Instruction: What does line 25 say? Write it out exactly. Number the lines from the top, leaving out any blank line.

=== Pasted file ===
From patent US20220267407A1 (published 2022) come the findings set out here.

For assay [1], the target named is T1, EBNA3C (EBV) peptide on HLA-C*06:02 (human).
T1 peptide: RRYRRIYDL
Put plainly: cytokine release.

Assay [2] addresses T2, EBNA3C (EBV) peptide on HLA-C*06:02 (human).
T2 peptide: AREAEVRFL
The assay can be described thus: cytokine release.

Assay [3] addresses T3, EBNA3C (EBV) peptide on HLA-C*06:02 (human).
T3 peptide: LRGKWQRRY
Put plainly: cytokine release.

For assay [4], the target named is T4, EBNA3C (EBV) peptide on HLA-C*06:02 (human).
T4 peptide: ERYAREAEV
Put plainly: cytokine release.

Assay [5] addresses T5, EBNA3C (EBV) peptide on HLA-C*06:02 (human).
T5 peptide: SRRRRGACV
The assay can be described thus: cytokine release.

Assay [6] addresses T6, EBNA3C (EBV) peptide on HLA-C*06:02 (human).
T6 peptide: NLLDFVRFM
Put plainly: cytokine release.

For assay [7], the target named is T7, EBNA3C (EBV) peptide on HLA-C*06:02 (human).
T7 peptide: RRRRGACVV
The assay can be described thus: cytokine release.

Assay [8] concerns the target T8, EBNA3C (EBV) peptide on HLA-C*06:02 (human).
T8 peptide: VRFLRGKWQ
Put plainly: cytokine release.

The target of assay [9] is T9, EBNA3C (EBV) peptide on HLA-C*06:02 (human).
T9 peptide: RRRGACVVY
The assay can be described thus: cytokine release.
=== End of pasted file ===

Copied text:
Put plainly: cytokine release.